Vote against pay cuts, top earning civil servants told
THE highest ranking and paid civil and public servants are being advised to vote against the one billion euro state pay deal, it has been revealed.
As trade union chiefs at Siptu announced pay cuts among its biggest earners, the 2,700 members of the Association of Higher Civil and Public Servants (AHCPS) were urged to vote No to cuts.
The executive's rebel stance made it the first union to remain in negotiations and then to publicly oppose the deal.
General secretary Dave Thomas said the decision to recommend a No vote was not taken lightly.
"AHCPS members have already suffered pay reductions of between 15% and 17% before tax and USC (universal social charge) increases are taken into account, in addition to extra working hours," he claimed.
"In addition, these proposals raise legitimate questions as to the actual value that the Government currently places on the work carried out by civil and public servants."
The pay cuts will be put to the vote in the AHCPS and other unions, the results of which are expected to be known in mid-April.
The largest salary reductions will apply to those being paid the most and a top public servant on €200,000 would see their pay cut to €185,350.
Taoiseach Enda Kenny insisted the staggered wage reductions, above a €65,000 salary, are fair and proportionate.
As unions inspected the small print of the long-awaited agreement, Mr Kenny said there was no acceptable alternative to the one billion euro pay deal - designed to replace the Croke Park agreement and running for three years from July.
"This is an issue for everybody who puts their shoulder to the wheel and makes a contribution," Mr Kenny said.
"This is a fair and proportionate contribution across the board. Those who pay the most earn the most."
The Civil and Public Service Union (CPSU), which represents 12,000 mostly lower-ranking and lower-paid state employees, said it will launch its "Nothing More to Give" campaign.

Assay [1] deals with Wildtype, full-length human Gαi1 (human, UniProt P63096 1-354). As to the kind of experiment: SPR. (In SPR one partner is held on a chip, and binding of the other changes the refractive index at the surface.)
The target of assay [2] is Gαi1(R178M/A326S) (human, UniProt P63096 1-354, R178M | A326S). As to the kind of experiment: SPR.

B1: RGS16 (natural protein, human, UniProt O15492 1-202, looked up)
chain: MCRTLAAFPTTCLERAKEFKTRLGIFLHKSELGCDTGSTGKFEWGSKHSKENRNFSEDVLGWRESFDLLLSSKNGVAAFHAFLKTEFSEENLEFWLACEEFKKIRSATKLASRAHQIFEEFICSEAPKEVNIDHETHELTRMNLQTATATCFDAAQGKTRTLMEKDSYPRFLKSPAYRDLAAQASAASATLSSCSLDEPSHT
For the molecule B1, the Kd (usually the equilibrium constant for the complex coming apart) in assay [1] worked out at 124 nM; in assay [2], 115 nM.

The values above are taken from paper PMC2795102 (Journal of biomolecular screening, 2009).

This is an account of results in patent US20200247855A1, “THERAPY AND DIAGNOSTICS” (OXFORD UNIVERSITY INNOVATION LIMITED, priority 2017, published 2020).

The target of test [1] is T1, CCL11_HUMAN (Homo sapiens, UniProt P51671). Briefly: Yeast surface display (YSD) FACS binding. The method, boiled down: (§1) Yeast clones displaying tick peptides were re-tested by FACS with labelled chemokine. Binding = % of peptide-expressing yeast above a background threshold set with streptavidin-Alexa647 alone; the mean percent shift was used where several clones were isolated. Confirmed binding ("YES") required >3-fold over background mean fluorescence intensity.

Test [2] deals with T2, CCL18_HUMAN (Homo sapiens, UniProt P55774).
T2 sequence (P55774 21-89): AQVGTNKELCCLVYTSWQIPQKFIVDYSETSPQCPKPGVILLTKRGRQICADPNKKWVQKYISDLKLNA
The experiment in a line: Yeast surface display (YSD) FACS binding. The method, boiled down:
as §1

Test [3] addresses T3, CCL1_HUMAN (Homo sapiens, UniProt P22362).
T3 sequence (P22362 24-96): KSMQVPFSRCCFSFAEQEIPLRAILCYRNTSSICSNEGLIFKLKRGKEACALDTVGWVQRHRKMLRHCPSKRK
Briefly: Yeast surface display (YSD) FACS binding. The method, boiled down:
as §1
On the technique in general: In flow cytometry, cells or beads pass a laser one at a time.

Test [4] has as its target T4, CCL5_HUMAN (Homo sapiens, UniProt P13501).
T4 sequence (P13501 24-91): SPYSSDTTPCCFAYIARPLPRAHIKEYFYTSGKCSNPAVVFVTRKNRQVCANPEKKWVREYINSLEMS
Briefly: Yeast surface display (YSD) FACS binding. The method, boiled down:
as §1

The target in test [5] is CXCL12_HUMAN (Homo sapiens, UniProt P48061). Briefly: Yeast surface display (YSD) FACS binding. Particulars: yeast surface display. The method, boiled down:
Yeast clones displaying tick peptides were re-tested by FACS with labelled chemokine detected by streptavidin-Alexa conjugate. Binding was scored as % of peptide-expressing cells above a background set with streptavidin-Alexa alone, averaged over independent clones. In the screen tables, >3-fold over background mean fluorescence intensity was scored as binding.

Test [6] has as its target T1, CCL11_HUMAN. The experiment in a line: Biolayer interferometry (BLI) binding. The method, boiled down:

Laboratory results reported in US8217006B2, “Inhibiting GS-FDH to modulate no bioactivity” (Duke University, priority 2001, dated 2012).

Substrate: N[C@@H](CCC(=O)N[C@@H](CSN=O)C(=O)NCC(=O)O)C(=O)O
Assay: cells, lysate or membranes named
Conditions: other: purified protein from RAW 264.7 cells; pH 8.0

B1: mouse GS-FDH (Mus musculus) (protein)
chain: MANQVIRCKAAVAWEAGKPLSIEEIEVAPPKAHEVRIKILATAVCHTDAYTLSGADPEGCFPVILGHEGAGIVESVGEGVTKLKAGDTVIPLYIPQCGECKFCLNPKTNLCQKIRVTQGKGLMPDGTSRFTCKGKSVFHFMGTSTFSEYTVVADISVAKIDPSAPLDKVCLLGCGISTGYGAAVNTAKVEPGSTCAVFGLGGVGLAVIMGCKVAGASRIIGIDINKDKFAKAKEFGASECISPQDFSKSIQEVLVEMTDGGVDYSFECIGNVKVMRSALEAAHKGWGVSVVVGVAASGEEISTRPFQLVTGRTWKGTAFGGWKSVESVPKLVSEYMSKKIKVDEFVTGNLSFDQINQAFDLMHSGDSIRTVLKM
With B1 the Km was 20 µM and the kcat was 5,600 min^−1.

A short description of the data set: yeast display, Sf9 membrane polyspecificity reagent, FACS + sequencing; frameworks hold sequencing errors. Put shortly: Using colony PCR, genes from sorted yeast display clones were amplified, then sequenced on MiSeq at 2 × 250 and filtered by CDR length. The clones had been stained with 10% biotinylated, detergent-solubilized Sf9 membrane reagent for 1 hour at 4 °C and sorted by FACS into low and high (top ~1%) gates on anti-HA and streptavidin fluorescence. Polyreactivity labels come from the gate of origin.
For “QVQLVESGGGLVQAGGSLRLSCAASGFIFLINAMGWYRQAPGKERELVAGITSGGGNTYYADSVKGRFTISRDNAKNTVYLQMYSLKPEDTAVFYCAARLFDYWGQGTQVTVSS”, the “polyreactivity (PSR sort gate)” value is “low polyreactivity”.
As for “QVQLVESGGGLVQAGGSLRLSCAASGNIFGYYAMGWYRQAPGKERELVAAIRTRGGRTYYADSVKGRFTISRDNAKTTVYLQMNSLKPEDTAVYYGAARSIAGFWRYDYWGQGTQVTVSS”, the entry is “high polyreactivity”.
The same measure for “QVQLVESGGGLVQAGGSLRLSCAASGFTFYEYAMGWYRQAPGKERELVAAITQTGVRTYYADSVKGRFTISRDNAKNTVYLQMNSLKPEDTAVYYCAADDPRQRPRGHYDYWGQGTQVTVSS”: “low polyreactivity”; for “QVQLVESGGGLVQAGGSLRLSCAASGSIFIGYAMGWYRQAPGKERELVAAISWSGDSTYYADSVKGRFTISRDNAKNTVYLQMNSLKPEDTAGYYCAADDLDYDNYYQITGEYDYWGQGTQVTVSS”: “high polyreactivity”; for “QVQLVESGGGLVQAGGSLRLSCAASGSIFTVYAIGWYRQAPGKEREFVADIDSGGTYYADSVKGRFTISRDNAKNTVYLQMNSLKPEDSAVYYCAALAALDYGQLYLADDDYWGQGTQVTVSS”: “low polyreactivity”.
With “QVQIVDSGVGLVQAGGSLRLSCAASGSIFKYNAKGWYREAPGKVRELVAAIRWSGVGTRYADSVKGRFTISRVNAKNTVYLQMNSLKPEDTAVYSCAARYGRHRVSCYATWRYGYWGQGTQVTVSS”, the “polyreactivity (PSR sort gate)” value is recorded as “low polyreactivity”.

The CPSU walked out of the talks along with the Irish Nurses and Midwives Organisation (INMO), the Unite union and the Irish Medical Organisation on Sunday night.
The union described the work reforms and cuts as "too deep, too wide and too unfair".
Straight pay cuts as a result of the deal will mean someone on €100,000 would be down €6,000 to €94,000 and someone on €160,000 to €149,100.
Increments are also being delayed, premium rates for overtime are being cut and special rates like the so-called "Twilight" money paid for working 6-8pm would also stop.
Mr Kenny claimed the frontline services were being protected in the deal.
"This is a challenge for everybody and nobody likes that things need to be reduced or cut back, but the trade unions who stayed in the discussions did make significant improvements and alterations to the initial proposals," Mr Kenny said.
"And for that, they have protected the frontline services by making adjustments to the negotiations that took place here."
As union members prepared to read the document, the country's largest public sector trade union, Siptu, said that its national officers will be taking pay cuts in line with the new proposals.
General president Jack O'Connor, vice-president Patricia King, who negotiated the public sector pay deal, and general secretary Joe O'Flynn said higher earners should have been taxed more in the Budget.
"It is our view that people on higher incomes should have made a contribution through taxation in Budget 2013. We have specifically argued for a levy on those earning in excess of €100,000 per annum," the three senior trade unionists said in a statement.
"We had intended to declare our intention to take a further pay reduction on the basis that everyone on higher rates of pay should be contributing more through taxation but decided to await the outcome of the public service talks."
The AHCPS, which represents mainly high-ranking civil servants and the non-commercial semi-state sector, also urged the Government to look at tax reform.
Siptu said its cuts would be cut in line with the Labour Relations Commission wage reductions.
"Once again, we reiterate our view that the proper way to secure a contribution from everyone on higher incomes should be through progressive taxation and should not be just imposed on people working in the public service," the three leaders said.
Siptu also insisted that its pay rates have not been linked to public sector rates for more than 20 years.
Sinn Fein president Gerry Adams claimed the deal was an attack on frontline workers and accused the Labour Party of splitting the trade union movement.
"It does little more than tinker with excessive pay at the top," he said.
"Labour has failed to protect those on low and middle incomes, either in the private or public sector."
Mr Adams added: "The fact is that frontline workers did not cause this crisis. The Fianna Fail leadership and the other elites - the golden circle - caused this crisis.
"There are alternatives. The Government could have brought in a wealth tax. It could have also introduced a third band of tax on those earning more than €100,000."